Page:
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Homegrown Heroes Awarded State's Highest Honor

Newport firefighters are among 26 Rhode Islanders who will be honored at the State House for saving a life this year.

The word "hero" is thrown around quite a lot — referring to sports stars, role model teachers, even transcendent entertainers — and all may be deserving of the title in their own way. But true heroism is reserved for those who put themselves on the line to save another.

Gov. Lincoln Chafee and Secretary of State Ralph Mollis are honoring those in the community who have shown such bravery and selfless sacrifice as they announce the 2013 Rhode Island Lifesaving Medal recipients.

Twenty-six Rhode Islanders are credited with saving seven lives this year, and will be presented with the state’s highest award for heroics during a State House ceremony Oct. 24. The Lifesaving Medal was created under state law to recognize the heroism of firefighters, police officers and civilians who save human life in Rhode Island.

“Because of the tremendous acts of bravery by Rhode Islanders, who demonstrated courage and selflessness, seven people are alive today,” Chafee said in a press release. “I commend these heroes. They are true role models, and their compassion and willingness to go above and beyond to assist those in dire need has made our state a better place.”

The 2013 recipients include:

Members of the Newport Fire Department - Captain (now retired) Thomas P. Welch, Firefighters Jared E. Leary, David K. Downes, Stephen E. Currey and Acting Lt. Richard F. Wheeler, as well as off-duty Pawtucket Fire Department Lt. David P. Reed all responded to a report of a 72-year-old man who collapsed in front of Emmanuel Episcopal Church on Dearborn Street.  When they arrived they found 2 bystanders administering CPR, one of them Reed.  Newport firefighters defibrillated (shocked) the man 3 times, until he was successfully revived. They treated him while he was transported to the hospital, and he survived.

Rhode Island State Trooper Andrew Carter and civilians Timothy Banks and Matthew Ferreira acted without concern for their own safety when they encountered a suicidal man on the Newport Pell Bridge in April. Carter responded to a report of a man who’d abandoned his bicycle on the bridge and was walking along the bridge railing. When Carter arrived, the man placed one leg over the bridge railing and he overheard him say, “I hate my life, I want to kill myself!” Carter ran toward him and secured his arms to prevent him from jumping. Passing motorists Banks and Ferreira saw what was happening, and helped Carter pull the man from the railing. 

East Providence Police Officer Ryan Vose, who saw a tearful teenaged boy, sitting on the other side of the suicide fence on the Potter Street overpass.  He was about to jump into traffic on Interstate 195 when Vose arrived. He stayed with the teen until he convinced him to climb back onto the safety of the bridge. 

Woonsocket Police Officers Linden Karsner, Scott Breguet, Jason Berthelette and Gabe Koneczny were all called to Phyllis Thomas Park on Diamond Hill Road for a report of a man trying to hang himself with a steel chain on a playground in front of a child, who was yelling, “No, don’t do it!”  It took all four officers to pull the man over the railing of an apparatus platform to safety, while the man violently resisted their help. Once on the ground, they were able to remove the chain from the man’s neck, restrain him, and get him the help he needed at an area hospital.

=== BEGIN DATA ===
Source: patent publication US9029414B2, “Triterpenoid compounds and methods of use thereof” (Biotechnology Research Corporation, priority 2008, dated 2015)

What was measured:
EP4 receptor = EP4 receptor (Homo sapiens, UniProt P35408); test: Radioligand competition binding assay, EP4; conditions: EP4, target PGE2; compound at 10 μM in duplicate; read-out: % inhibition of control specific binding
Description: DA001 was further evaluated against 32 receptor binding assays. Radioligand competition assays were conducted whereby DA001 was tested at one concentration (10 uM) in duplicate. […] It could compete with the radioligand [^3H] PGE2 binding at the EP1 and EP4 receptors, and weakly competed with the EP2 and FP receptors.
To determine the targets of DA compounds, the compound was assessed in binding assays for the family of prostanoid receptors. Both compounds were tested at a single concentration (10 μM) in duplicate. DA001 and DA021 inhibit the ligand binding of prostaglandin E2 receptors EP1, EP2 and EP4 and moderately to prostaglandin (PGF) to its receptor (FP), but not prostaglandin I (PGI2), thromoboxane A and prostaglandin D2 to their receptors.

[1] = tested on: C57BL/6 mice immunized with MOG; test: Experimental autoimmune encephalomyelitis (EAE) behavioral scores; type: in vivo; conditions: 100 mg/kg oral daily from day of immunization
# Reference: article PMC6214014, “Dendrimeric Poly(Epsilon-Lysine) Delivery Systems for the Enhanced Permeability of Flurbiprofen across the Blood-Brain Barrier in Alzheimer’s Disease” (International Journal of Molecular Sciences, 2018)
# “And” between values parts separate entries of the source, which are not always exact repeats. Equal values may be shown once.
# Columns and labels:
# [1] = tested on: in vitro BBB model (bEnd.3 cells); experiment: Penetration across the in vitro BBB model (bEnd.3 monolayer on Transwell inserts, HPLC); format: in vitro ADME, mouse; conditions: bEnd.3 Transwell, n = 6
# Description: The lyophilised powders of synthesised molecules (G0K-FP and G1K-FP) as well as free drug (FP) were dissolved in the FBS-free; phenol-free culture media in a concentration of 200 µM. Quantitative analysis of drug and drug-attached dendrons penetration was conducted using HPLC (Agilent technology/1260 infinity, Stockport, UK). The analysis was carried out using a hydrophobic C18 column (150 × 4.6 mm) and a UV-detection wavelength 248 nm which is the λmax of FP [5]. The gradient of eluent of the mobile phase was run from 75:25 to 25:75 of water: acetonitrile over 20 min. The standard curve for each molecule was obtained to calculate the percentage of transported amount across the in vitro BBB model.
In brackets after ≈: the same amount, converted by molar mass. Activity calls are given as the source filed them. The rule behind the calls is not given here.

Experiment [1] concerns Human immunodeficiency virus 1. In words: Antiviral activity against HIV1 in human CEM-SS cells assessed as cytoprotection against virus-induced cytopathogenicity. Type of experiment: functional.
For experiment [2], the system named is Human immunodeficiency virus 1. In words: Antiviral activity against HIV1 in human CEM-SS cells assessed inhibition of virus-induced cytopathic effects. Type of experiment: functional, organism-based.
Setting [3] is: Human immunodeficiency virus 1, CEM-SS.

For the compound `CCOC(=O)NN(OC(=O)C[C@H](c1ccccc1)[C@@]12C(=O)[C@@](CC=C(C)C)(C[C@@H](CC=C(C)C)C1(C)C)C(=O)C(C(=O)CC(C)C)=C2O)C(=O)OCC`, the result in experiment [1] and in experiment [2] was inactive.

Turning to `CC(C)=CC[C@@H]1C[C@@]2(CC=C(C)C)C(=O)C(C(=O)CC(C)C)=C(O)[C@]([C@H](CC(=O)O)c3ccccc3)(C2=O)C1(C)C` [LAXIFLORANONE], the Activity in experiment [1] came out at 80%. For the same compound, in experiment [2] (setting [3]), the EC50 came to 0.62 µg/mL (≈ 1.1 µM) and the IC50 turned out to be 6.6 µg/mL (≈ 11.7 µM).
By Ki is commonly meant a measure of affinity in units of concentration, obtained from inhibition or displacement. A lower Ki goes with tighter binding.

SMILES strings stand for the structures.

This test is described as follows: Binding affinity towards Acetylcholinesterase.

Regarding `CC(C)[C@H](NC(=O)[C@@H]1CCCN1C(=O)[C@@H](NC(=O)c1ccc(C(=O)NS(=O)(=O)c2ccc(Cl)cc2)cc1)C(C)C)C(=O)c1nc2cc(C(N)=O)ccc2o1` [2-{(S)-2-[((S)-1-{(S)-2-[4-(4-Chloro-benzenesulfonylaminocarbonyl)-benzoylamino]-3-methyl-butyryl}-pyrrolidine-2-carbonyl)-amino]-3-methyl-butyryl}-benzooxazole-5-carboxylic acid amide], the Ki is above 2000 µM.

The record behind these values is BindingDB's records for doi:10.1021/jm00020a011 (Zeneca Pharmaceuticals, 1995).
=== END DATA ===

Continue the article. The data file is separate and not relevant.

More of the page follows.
Burrillville Police Dispatcher Glen Biddiscombe, Sgt. William Lacey, Lt. Dennis Leahey and Patrolman William Blais came in contact with a despondent 52-year-old man who parked his pickup truck about a quarter of a mile into the woods. Inside, the man had knives, pills, ammunition and shell casings, as well as a large fishing knife duct taped to his right hand. The suicidal man placed the tip of the blade against his chest and threatened to kill himself. Blais worked to calm the man down, and prevented him from moving forward with his plan to commit suicide. Leahey also engaged the man in conversation and helped convince the man to remove the knife from against his chest, and allowed Lieutenant Leahey to remove the tape from his right hand, and take the knife.

Central Falls Firefighter Daniel Petrin, Pawtucket Firefighters John Wallace, Jake Morgan, and civilians William Toth, Scott Ford, Nick Phillips, Nathaniel Phillips and Paul Fernandes all helped save the lives of two men who launched their canoe into the Blackstone River and encountered a swift current that overturned their canoe, sending the men into 50-degree water. They were swept down river, but managed to grab a safety cable just 40 yards from the waterfalls. An unknown citizen called 911 while the men yelled for help. As the men struggled to hold on to their lifeline in tumultuous water, the heroes carried and launched a rescue boat into the river. The boat, containing the three firefighters was secured to land by only one rope being held by other firefighters and civilians on shore. They managed to make it to the victims and pull them into the boat before the current sept them down the falls. With a combined effort of firefighters and civilians, the boat was pulled back to shore. 

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